Oral arguments are set to begin Thursday in the U.S. Court of Appeals for the District of Columbia Circuit as Browning-Ferris Industries looks to overturn an August 2015 decision by the National Labor Relations Board that changed the standard for determining joint employer status.
In a 3-2 decision, the board ruled in 2015 that two or more entities are joint employers of a single workforce if:
- they are both employers within the meaning of the common law; and
- they share or co-determine matters governing the essential terms and conditions of employment.
So instead of having “direct and immediate” control over terms and conditions of employment, as had been the previous standard, a company now would be considered a joint employer if it exhibited the potential to exert such control.
The ruling could affect senior living operators and other companies that use temporary or contract workers or have franchises because it indicates that they ultimately are held responsible for decisions related to terms and conditions of employment.
The case originated with efforts by Teamsters Local 350 in California to organize workers at a BFI recycling facility there. The union maintained that BFI had control over wages and working conditions as a joint employer with a contractor company called Leadpoint, which supplied workers to BFI to clean and sort recycled products and perform other duties. The board agreed that BFI was a joint employer with Leadpoint because BFI had indirect and direct control over essential terms and conditions of employment of the workers supplied by Leadpoint. Also, the NLRB said, BFI had reserved authority to control such terms and conditions.
Thursday, representatives on each side of the case will be given 15 minutes to present their arguments, according to a court calendar posted online. A spokeswoman for the Teamsters told McKnight’s Senior Living that all oral arguments are expected to be heard in one day and that the court is expected to rule within the next few months. Regardless of how the appeals court rules, however, former NLRB member John Raudabaugh expects that the case ultimately will be heard by the Supreme Court, according to an article in Bloomberg BNA.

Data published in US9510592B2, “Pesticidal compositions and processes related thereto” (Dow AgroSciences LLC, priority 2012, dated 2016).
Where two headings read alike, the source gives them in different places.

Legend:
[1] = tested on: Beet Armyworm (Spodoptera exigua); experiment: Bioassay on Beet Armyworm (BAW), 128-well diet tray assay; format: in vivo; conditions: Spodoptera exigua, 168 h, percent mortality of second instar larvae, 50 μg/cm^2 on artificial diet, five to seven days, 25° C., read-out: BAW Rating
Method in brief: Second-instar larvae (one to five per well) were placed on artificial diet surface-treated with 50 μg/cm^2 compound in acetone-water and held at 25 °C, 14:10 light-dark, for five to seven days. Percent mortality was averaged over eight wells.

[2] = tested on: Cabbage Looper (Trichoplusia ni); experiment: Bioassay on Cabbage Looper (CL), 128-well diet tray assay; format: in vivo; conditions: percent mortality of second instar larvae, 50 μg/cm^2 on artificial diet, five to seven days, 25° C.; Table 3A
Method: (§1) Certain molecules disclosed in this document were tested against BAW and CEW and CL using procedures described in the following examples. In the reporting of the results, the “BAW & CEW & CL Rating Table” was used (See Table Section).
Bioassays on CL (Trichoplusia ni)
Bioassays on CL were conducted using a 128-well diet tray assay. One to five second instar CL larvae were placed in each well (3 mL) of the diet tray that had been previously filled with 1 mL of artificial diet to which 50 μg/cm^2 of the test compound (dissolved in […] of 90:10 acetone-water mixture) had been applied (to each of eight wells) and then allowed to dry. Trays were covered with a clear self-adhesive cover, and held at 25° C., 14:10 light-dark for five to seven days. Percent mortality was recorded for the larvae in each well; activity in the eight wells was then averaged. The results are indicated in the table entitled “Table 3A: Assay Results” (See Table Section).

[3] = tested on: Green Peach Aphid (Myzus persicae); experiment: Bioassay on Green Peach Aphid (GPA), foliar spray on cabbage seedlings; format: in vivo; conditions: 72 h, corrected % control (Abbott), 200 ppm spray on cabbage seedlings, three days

Argentum President and CEO James Balda, in a letter last month, told leaders of the House Subcommittee on Health, Employment, Labor, and Pensions that the joint employer standard is one of the issues that they should prioritize addressing. Balda referred to the standard as part of the “regulatory overreach” that has occurred via the NLRB for the past eight years.
The American Health Care Association / National Center for Assisted Living previously had expressed concerns to McKnight’s Senior Living that the rule “could encourage unions to use new organizing tactics focusing on temporary staffing agencies, forcing our members to negotiate with yet another union.”